The image above, with the strange sculpture in the foreground, is another view of the beech at Djurgården, seen not from the path but from the summer cafeteria next to it, which I visited for the first time today. The term ‘stillness practice’ in the title occurred to me when I tried to articulate in what way my current project of performing with trees could be related to movement practices, somatic practices or choreographic practices in their broadest sense. Although it started as a pun – stillness rather than movement – the term is actually a fairly apt description for what I am doing or trying to do while performing with trees.
The piece I was trying to describe – The Tide in Kan Tiang – was not conceived as part of the project of performing with plants; at that time (December 2015) I was more interested in the tide than in the tree that I was posing for camera with. But looking at the work now I realise that standing next to the tree every hour for a day could be described as a stillness practice. Of course the term immediately associates to all kind of meditation or mindfulness practices, and why not.
When I visit the trees in Stockholm, the time schedule is completely different, but stillness is part of the practice here, too. I return to the sycamore and to the beech during one full year but only a few times a month, often with something like two weeks between the visits. While sitting in the tree I am practicing a kind of stillness, though. And here, too, the process – both in terms of the topic, the changes in the environment over the year, and as a mode of showing the production process of the work by documenting each session in a rough time-lapse manner – is at the core of the work.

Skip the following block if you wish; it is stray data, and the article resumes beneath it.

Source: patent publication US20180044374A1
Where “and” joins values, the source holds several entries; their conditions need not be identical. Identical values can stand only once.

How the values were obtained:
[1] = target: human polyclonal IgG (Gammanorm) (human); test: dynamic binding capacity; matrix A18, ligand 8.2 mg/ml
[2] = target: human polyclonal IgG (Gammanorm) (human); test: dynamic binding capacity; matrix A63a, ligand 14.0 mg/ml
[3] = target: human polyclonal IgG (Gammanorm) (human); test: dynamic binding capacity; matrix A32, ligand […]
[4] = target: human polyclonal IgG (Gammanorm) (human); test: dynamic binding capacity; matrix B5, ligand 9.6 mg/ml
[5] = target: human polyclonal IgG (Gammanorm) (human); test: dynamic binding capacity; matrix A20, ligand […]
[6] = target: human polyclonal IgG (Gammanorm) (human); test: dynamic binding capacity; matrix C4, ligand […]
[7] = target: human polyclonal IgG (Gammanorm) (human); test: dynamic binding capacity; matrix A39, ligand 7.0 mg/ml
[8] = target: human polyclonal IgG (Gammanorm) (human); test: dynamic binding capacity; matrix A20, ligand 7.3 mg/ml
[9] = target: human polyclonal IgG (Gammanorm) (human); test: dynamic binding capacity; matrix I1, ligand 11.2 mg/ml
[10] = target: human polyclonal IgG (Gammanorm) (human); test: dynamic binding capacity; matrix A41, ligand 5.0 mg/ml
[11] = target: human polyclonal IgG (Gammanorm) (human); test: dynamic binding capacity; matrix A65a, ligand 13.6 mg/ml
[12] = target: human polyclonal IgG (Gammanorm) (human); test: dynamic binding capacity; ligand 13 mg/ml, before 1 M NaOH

The reason I am thinking of process is another text I was working with this weekend, trying to put the finishing touch on. It is called “Process as Performance or Variations of Swinging” and is not about stillness but swinging and process, for a book with the working title Performing Process: Sharing Practice, edited by Emma Meehan and Hetty Blades. It is through them that I have come to realise how much more related with choreographic or movement practices than with theatrical practices, my work is today. Officially I place this project, too, at the intersection of performance art, environmental art and contemporary media (or video) art. The same project of swinging together I have used as an example in an article called “Performing Landscape – Swinging Together or Playing with Projections”, published in Body, Space, & Technology Journal Vol. 16. (NB. flash needed). But I have not yet published anything about this project of performing with plants.